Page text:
Maintenance Nightmares. At least be aware of problems with certain types of pools. Long narrow pools, for example, may not be able to use an automatic cleaner. Long sets of stairs create large areas of stagnant warm water that can be prone to algae. Foliage around a pool means your pool will never be perfectly clean.
Expense. Keep in mind that even after you have built your pool, expenses will continue. A typical pool owner should plan on about $2,000 per year or more in swimming pool related expenses, on average, between chemicals, equipment, surfaces, etc. If you take care of your pool yourself, you may be able to make this a bit lower, but not much. A pool is like a boat. It is a luxury item and expensive to maintain. Expect it from the get go and it will be easier for you. It never ceases to amaze me how many people buy homes they can barely afford, only to be surprised that at how much money (which they don't have) it costs to maintain the pool. Once it is built, you have to maintain it.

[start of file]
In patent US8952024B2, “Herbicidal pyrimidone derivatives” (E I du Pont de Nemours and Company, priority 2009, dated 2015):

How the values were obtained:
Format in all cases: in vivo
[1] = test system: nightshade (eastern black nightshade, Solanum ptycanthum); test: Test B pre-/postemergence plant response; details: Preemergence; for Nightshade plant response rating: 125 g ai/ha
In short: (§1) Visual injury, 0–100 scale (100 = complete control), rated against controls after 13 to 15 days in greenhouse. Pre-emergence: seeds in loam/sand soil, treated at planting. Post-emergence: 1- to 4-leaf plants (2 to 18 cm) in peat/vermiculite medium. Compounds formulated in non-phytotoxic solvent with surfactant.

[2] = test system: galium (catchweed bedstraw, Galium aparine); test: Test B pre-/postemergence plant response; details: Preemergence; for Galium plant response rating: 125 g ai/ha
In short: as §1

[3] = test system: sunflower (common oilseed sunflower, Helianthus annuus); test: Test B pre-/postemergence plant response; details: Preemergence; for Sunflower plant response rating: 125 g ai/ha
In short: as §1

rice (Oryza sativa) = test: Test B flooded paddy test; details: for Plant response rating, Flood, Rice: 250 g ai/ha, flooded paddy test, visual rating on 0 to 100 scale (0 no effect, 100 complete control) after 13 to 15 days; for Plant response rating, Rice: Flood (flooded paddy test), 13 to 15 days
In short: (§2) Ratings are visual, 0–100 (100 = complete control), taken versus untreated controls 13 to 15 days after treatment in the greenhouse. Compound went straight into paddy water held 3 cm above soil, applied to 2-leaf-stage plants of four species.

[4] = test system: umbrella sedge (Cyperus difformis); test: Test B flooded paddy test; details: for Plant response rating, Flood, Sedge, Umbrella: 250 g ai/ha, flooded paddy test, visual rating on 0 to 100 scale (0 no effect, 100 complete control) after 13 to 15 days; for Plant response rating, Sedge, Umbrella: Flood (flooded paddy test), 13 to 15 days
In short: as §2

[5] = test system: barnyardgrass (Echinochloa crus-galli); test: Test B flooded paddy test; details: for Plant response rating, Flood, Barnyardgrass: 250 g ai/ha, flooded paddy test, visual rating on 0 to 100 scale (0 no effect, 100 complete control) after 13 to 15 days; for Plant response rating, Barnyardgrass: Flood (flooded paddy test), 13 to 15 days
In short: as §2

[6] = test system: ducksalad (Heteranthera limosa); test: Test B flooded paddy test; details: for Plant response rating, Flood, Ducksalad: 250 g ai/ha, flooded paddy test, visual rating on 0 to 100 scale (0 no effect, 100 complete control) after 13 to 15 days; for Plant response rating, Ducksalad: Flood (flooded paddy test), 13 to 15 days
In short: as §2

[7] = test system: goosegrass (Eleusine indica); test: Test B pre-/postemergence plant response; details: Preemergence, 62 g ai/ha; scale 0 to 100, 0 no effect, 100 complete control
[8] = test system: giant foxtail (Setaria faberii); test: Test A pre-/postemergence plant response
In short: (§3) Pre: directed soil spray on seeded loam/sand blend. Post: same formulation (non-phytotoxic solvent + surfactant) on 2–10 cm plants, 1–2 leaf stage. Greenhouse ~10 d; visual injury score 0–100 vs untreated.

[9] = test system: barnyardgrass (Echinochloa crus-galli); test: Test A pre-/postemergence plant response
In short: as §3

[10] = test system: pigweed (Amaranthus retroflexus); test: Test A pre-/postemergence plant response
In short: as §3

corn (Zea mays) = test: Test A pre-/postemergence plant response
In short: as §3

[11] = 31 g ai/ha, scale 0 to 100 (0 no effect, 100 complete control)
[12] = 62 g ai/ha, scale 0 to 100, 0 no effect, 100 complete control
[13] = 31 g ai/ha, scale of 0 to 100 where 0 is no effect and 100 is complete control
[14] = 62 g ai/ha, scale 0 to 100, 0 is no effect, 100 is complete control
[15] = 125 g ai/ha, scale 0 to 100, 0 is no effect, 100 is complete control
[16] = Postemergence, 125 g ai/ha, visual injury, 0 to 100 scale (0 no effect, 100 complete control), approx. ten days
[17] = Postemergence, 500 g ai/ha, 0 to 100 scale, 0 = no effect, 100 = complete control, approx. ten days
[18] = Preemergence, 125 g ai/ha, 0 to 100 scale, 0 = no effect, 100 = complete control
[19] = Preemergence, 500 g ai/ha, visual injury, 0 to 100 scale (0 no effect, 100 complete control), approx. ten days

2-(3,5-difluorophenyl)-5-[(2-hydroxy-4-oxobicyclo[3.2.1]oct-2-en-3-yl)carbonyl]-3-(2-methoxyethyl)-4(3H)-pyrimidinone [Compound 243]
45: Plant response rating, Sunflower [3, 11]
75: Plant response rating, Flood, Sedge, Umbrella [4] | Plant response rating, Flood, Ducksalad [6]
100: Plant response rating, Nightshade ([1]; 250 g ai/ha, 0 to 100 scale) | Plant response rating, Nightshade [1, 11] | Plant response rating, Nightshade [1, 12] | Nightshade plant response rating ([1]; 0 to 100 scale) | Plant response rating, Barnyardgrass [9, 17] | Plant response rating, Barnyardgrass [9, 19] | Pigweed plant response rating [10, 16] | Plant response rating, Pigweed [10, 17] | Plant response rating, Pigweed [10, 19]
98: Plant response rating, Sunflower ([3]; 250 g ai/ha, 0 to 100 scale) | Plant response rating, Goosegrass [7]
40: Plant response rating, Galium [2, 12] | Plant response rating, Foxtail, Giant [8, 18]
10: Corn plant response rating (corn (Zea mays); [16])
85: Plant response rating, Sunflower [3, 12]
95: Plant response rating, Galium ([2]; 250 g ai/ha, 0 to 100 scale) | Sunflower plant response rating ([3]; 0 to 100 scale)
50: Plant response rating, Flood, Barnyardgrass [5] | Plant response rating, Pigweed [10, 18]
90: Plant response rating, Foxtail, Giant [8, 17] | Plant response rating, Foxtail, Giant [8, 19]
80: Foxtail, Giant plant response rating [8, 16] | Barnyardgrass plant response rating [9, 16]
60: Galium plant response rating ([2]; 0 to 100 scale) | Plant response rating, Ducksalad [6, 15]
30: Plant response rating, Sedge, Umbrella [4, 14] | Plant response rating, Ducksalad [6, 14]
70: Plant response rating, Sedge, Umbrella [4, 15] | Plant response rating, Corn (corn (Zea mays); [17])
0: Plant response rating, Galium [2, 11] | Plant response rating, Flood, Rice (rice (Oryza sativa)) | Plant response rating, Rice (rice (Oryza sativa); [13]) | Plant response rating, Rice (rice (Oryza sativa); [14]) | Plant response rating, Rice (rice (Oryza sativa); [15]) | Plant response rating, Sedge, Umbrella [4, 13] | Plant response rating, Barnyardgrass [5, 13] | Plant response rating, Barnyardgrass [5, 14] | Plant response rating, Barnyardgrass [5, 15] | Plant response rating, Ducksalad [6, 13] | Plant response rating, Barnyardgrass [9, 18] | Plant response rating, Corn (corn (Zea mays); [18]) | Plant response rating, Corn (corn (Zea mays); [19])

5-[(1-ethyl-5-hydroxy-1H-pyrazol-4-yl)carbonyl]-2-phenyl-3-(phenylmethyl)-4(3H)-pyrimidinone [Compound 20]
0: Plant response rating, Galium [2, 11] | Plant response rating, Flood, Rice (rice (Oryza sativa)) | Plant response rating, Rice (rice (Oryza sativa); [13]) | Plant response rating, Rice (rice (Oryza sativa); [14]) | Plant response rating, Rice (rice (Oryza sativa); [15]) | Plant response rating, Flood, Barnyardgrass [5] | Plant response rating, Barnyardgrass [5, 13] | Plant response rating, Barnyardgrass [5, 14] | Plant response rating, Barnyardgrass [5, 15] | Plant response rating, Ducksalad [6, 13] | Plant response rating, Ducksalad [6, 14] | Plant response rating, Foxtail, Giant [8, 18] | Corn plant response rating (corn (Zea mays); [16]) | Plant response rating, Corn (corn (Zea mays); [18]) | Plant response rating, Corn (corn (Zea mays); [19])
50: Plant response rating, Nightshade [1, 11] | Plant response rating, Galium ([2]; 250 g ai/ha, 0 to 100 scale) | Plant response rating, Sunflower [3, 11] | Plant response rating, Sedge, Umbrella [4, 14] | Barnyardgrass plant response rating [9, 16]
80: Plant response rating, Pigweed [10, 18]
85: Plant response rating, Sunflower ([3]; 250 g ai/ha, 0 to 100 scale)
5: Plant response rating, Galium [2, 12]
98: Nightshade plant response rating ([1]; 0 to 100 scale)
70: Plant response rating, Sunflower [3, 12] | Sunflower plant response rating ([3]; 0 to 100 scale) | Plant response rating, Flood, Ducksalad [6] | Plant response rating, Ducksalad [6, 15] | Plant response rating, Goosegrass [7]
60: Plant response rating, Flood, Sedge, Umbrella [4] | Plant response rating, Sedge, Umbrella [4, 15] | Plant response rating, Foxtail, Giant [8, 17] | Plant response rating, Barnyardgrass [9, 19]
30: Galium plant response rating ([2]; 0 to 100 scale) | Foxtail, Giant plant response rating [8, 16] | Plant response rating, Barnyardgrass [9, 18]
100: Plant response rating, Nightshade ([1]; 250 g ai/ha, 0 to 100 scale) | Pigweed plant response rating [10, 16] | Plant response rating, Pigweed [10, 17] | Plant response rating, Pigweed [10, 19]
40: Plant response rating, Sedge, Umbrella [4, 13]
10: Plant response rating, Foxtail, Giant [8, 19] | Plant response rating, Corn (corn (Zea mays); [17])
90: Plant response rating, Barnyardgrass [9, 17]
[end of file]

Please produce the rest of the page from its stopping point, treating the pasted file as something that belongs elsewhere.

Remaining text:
Pool Equipment Manufacturers. Get to know different pool equipment manufacturers. Here are a few of the major ones:
Any Questions? If you have any questions, post them as a comment by clicking on "comments" or "Post A Comment" just below this article. I tend to respond to these the same day. Ask away. The more questions you ask, the more questions I can answer, and the better this resource will be for its users. Also feel free to post your own comments, thoughts, or suggestions. If you are a company promoting itself, that is fine, as long as whatever you post also provides information.
Enjoy your pool. It is worth it.